Congress is asking the Obama administration to produce too many reports about what it's up to, the White House argued Wednesday.
"While these reports and plans often provide useful information for legislative decision-making, oversight, and public transparency, some reports and plans that were once useful have become outdated or duplicative, and needlessly divert time and resources away from critical agency mission activities," Cobert said.
In one instance, the Department of Homeland Security is forced to create an annual report on violations of the Dog and Cat Fur Protection Act, which bans the importation of products containing those animals' fur. According to the administration, only one violation has occurred during the president's tenure.
The Department of the Interior has also been required to prepare an annual report on a program that allowed natural gas companies to provide the government energy directly instead of cash royalty payments. The only problem: The program was discontinued in 2009.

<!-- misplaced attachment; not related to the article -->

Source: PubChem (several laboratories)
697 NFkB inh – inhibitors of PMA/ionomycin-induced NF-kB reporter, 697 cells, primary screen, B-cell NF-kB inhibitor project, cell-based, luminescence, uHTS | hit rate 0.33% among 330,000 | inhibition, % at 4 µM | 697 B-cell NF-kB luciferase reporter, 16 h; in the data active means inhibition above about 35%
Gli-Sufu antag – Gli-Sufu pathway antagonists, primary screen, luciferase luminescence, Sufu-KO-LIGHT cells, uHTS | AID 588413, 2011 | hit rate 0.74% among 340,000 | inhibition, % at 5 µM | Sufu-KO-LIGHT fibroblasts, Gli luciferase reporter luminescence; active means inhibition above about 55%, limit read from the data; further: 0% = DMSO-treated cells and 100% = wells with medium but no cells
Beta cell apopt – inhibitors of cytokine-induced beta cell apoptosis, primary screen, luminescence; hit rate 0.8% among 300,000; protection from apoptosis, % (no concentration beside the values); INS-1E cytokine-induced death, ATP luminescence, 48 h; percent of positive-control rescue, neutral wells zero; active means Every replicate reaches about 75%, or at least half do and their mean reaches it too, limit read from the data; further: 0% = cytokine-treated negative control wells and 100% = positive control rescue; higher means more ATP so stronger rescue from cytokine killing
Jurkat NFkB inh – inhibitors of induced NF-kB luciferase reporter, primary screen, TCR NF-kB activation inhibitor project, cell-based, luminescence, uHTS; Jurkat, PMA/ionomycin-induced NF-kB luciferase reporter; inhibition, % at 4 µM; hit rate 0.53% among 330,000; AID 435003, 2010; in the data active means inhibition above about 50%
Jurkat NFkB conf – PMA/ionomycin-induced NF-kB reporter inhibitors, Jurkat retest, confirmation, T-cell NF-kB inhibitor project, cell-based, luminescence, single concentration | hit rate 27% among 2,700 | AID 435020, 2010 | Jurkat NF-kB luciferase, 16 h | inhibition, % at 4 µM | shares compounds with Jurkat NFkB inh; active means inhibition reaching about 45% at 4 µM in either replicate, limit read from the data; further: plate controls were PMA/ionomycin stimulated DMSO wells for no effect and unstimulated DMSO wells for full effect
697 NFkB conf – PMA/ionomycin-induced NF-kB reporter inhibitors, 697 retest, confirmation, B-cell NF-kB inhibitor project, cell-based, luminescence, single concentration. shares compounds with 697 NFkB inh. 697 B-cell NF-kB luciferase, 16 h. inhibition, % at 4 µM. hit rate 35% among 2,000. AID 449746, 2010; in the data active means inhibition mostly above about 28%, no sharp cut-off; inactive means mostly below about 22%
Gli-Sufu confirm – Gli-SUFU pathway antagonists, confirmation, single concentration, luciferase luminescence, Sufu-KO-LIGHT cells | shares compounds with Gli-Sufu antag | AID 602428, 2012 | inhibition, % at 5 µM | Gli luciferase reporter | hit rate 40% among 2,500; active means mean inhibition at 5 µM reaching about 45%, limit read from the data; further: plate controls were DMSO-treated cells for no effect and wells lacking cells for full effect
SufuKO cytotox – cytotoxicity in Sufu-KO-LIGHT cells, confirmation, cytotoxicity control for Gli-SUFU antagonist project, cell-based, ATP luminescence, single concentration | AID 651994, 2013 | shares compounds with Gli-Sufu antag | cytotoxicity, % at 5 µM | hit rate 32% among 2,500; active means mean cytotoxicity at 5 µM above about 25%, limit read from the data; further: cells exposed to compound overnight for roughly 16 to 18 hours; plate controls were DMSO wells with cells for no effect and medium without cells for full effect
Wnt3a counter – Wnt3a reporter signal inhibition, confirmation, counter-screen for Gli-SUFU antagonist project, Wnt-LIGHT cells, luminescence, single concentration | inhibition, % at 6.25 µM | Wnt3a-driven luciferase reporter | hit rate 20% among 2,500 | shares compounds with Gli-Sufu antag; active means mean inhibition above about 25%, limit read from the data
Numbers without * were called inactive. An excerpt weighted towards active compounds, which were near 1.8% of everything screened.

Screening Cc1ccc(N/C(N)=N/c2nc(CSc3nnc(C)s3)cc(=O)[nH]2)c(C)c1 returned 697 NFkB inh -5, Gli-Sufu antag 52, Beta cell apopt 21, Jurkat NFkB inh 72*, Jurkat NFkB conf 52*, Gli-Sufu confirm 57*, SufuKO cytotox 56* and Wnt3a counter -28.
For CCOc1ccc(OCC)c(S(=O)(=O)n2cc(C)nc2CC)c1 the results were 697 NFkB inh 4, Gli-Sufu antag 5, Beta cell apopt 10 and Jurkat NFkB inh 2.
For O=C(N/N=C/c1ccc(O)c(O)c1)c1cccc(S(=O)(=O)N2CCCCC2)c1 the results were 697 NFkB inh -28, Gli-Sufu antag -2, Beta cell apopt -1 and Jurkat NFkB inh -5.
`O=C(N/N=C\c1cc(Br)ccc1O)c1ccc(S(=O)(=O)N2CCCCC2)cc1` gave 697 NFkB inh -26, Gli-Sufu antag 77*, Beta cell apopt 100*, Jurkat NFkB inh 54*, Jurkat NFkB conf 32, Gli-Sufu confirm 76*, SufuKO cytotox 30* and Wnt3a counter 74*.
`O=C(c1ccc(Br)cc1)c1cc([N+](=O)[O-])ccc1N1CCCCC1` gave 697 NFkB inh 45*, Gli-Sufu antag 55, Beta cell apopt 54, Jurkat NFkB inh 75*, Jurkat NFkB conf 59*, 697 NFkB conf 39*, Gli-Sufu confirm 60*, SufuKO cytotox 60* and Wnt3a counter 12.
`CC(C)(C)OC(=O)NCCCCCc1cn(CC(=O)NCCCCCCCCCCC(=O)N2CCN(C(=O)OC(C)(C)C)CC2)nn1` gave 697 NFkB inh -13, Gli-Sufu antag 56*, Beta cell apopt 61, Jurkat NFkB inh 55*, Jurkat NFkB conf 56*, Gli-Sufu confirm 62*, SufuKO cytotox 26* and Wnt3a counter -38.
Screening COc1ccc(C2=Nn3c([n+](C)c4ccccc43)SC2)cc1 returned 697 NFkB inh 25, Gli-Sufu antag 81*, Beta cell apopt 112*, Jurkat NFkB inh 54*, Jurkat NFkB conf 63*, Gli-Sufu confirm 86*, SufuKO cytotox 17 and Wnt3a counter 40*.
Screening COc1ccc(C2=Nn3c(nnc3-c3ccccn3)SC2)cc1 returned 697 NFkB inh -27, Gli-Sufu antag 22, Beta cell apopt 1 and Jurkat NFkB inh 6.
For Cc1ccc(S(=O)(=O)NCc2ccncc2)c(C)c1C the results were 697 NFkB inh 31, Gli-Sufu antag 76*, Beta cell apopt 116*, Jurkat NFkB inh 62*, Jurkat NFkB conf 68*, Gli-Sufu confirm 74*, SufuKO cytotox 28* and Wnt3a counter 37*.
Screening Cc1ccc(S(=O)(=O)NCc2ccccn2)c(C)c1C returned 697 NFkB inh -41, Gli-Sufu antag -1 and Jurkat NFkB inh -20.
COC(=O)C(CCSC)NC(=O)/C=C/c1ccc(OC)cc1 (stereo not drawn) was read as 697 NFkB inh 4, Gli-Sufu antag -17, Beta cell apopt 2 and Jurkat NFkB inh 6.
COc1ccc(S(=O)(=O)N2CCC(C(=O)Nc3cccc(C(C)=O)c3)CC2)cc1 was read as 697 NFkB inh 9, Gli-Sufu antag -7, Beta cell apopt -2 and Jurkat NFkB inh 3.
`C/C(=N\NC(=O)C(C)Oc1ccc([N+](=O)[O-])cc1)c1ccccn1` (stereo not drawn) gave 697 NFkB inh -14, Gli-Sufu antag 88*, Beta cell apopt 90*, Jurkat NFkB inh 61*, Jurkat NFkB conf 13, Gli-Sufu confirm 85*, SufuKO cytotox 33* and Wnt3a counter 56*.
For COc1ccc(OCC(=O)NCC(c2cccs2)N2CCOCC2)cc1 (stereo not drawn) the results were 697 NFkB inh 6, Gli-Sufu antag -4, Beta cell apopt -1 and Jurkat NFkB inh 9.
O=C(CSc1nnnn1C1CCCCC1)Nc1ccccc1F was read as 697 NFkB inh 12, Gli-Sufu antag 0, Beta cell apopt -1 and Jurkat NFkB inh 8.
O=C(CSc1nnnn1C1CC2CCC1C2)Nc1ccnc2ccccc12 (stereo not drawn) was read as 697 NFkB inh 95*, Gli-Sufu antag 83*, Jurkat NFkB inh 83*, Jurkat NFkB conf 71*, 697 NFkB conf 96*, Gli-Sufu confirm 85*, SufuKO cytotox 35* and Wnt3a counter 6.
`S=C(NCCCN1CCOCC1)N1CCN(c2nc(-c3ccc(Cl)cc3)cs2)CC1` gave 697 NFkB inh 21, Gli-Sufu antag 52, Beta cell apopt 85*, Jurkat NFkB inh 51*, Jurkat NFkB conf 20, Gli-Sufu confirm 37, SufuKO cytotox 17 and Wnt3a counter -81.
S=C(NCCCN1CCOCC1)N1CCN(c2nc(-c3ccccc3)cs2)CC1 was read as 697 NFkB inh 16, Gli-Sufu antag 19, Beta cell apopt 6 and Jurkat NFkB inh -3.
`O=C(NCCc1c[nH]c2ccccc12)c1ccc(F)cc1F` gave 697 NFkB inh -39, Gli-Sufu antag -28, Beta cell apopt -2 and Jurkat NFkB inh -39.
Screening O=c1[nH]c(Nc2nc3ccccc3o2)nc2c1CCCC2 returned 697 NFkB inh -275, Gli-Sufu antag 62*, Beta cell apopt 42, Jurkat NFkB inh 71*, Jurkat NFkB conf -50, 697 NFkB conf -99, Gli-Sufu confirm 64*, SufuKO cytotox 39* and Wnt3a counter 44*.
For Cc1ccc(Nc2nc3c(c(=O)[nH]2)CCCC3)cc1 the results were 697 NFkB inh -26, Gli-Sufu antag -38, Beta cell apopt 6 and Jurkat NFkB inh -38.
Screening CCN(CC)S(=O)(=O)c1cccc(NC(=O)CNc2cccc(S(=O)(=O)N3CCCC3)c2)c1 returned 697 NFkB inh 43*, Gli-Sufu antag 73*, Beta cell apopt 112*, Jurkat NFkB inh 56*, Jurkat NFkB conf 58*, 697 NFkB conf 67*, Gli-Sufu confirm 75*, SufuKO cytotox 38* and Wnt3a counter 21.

In total, the administration has identified 74 congressional requirements it said are unnecessary, on top of 350 reports and plans it said were excessive in 2012.
"From the day the President [took] office, he has been committed to improving the openness and transparency of government, and increasing the amount and quality of information made available to the public and to Congress," Cobert said, citing administration efforts to modernize access to government data. "We can continue that openness and transparency while eliminating unnecessary reporting requirements that waste limited taxpayer resources."